June 21, 2017

Healthcare is a right, not a privilege

24 million Americans living in the US may lose health insurance if the senate passes Trumpcare. And there are 9 million more Americans living abroad who could be affected by the bill as well. 

Under Trumpcare, Americans abroad with pre-existing conditions may be forced to live in “exile” if the Republican health bill passes. Young families considering a return to the US would face decreased coverage for family planning and maternal/infant care. For those with loved ones in the US, cutting Medicaid funding will have an impact on our elderly family members as well as those with disabilities or mental health issues.  We face very tough decisions, not only about ourselves but about our families back in the US.

There are lots of unknowns about the Senate healthcare bill. The bill is being written behind closed doors by a 13-member (all white male) working group led by Senator Mitch McConnell. Even Health and Human Services Secretary Tom Price admitted on June 17th that he had not seen what the Republicans were working on. But what we do know is that the Republican-dominated Senate is pushing forward to get their health care bill passed by July 4th. The Senate plans on sending their bill to the Congressional Budget Office before making their text public and have been liaising with the CBO behind the scenes in order to speed up the scoring.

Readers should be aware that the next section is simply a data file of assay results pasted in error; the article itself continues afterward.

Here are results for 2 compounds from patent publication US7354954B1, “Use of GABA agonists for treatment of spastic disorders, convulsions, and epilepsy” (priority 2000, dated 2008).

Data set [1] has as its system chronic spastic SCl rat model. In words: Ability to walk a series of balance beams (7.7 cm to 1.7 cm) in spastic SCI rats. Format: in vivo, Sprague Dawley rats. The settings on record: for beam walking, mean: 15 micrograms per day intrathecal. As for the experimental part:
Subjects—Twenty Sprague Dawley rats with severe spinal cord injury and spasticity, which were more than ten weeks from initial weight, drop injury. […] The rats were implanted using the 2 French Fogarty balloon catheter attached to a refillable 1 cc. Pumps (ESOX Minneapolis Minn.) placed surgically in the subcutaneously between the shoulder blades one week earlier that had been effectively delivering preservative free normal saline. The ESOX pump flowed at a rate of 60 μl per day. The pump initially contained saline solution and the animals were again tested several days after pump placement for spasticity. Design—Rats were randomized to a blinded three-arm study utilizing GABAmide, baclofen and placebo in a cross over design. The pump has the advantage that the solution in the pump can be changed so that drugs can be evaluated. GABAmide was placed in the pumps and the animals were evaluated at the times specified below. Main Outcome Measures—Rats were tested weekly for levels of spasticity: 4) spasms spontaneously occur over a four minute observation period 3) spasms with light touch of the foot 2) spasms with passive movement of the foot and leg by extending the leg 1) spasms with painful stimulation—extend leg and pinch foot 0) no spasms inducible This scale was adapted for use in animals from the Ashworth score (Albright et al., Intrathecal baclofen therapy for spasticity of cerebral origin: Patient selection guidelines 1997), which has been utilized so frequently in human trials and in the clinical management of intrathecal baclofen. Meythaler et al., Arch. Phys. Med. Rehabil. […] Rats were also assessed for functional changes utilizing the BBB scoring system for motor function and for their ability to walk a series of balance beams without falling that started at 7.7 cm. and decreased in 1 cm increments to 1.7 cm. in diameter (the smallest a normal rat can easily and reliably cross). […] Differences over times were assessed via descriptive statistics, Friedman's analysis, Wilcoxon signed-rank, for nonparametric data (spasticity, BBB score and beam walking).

By contrast, the Affordable Care Act had months of public hearings, 160 hours of debate and discussions surrounding hundreds of amendments (170 of which were adopted). 

It is critical that we demand that the senate discuss the bill in a democratic fashion - opening it up to discussion, debate and amendment. It is critical that we demand that no American's health and security be sacrificed at the altar of special interests. The pressure that McConnell is exercising on Republican Senators to get enough votes to pass this bill is immense. We must exert equal pressure by calling our Senators to let them know how the bill will impact us and to tell our stories.

Take a moment today to call your senator about the bill and tell them your story. If they are Democratic they will appreciate your support and if they are Republican they need to feel the pressure. 

Below are a few personal stories from Americans abroad that provide our unique perspective on health care - both in the US and in the countries where we now live.

Our Stories

Pre-existing Conditions:   what would happen to Americans like Laura if she had to move back to the U.S. under Trumpcare?

Laura (Virginia - Germany)

“I was diagnosed with Systemic Lupus Erythematosus at age 7. For years, I was a drain on the medical insurance of my father's work, and eventually he was actually let go because the company didn't want their premiums to keep going up because of my expensive illness. I was in-and-out of hospitals for years until age 22, almost died of kidney failure once, and both hips had disintegrated (the left one collapsed) due to high doses of steroids meant to keep me alive.